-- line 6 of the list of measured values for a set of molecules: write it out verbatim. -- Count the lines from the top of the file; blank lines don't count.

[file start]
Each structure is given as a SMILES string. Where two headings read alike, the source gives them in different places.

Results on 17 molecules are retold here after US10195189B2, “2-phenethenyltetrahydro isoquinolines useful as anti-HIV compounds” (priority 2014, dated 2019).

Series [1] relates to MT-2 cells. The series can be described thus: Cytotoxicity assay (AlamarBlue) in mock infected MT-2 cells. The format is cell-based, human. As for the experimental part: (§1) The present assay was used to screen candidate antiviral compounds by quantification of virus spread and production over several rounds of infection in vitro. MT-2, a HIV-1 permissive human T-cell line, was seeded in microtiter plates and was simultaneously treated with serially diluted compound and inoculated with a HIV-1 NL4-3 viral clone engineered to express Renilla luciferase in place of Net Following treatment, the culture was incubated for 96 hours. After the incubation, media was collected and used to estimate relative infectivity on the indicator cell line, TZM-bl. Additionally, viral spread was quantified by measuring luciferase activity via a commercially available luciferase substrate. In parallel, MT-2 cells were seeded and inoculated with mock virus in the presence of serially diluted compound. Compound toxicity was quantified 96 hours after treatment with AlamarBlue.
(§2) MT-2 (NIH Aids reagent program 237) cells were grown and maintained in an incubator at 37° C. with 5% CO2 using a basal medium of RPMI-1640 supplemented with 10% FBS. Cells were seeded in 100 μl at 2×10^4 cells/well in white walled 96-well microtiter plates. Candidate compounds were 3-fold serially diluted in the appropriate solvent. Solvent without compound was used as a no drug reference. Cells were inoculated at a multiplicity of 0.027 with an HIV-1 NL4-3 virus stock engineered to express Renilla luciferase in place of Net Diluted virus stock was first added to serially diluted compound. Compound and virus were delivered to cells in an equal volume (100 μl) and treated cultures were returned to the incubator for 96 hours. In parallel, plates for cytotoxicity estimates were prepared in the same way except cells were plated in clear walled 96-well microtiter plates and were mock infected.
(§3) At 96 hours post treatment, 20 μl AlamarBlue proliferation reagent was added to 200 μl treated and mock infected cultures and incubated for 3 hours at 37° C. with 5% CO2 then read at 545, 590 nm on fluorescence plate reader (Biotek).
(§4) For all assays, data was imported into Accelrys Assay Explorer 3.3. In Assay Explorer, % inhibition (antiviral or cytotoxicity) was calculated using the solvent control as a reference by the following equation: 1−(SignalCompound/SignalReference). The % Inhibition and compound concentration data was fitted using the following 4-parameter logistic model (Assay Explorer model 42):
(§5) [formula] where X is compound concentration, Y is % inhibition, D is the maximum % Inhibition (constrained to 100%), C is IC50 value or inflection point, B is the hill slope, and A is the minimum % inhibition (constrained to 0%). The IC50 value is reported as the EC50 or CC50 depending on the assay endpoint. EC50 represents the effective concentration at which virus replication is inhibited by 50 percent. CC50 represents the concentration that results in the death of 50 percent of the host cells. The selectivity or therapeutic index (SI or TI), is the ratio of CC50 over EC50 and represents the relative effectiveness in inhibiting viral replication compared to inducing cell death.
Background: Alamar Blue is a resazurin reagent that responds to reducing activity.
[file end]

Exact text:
(§4) For all assays, data was imported into Accelrys Assay Explorer 3.3. In Assay Explorer, % inhibition (antiviral or cytotoxicity) was calculated using the solvent control as a reference by the following equation: 1−(SignalCompound/SignalReference). The % Inhibition and compound concentration data was fitted using the following 4-parameter logistic model (Assay Explorer model 42):